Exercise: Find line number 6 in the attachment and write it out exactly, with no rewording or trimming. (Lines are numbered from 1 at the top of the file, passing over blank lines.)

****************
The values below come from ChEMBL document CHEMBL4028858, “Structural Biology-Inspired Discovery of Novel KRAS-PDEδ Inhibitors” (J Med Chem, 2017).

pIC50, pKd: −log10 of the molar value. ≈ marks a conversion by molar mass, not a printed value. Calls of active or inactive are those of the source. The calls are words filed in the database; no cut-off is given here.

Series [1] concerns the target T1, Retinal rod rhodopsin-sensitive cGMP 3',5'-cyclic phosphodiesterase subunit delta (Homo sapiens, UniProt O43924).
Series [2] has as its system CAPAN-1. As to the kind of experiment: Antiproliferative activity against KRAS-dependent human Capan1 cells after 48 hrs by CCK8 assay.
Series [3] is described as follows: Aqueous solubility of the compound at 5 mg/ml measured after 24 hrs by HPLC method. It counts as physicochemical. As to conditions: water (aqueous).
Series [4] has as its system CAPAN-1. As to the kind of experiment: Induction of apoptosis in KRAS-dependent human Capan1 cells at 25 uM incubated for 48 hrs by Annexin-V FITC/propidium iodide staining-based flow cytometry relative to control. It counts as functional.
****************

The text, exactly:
Series [4] has as its system CAPAN-1. As to the kind of experiment: Induction of apoptosis in KRAS-dependent human Capan1 cells at 25 uM incubated for 48 hrs by Annexin-V FITC/propidium iodide staining-based flow cytometry relative to control. It counts as functional.